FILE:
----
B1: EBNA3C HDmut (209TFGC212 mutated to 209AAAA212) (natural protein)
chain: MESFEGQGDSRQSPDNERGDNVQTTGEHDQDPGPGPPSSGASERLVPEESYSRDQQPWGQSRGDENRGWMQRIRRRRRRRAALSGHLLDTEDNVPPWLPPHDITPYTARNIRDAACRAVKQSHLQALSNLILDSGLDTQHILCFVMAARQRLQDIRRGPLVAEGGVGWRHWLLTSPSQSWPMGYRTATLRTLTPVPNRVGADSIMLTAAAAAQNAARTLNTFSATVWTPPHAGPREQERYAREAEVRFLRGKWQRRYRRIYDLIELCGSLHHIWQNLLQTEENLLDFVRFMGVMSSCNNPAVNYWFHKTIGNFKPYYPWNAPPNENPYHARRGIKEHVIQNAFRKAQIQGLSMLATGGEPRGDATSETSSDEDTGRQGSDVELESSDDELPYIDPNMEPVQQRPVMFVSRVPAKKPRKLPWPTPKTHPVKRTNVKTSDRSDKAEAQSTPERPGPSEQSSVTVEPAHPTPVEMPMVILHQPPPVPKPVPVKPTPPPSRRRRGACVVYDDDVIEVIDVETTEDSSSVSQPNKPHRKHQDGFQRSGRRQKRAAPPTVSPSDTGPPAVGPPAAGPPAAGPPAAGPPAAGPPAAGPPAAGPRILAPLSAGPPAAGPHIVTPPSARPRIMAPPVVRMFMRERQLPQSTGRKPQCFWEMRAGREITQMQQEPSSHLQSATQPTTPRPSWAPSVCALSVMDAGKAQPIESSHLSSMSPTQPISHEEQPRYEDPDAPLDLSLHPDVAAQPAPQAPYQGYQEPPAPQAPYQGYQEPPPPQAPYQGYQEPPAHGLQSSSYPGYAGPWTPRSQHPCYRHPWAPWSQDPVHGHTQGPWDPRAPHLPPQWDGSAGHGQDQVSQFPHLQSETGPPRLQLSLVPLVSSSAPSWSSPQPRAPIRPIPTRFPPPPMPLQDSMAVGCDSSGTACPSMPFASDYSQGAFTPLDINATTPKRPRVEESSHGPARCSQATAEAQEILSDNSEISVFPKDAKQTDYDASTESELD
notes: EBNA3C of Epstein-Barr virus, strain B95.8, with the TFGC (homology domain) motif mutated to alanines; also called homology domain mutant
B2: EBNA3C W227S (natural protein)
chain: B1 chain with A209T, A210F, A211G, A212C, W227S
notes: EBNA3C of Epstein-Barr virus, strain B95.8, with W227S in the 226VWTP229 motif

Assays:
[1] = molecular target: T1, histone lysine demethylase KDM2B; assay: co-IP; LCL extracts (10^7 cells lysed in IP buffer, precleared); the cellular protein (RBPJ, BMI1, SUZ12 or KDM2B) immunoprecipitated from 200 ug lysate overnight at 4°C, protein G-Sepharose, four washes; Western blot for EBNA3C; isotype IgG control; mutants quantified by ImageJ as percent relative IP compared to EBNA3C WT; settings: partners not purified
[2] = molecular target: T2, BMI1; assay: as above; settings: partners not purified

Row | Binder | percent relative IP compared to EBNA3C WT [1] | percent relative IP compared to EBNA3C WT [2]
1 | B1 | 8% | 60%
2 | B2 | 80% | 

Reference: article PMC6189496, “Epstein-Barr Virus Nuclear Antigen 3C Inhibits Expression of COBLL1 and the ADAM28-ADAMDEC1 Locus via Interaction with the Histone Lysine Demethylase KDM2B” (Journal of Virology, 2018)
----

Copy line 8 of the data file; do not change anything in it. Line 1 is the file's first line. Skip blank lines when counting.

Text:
[1] = molecular target: T1, histone lysine demethylase KDM2B; assay: co-IP; LCL extracts (10^7 cells lysed in IP buffer, precleared); the cellular protein (RBPJ, BMI1, SUZ12 or KDM2B) immunoprecipitated from 200 ug lysate overnight at 4°C, protein G-Sepharose, four washes; Western blot for EBNA3C; isotype IgG control; mutants quantified by ImageJ as percent relative IP compared to EBNA3C WT; settings: partners not purified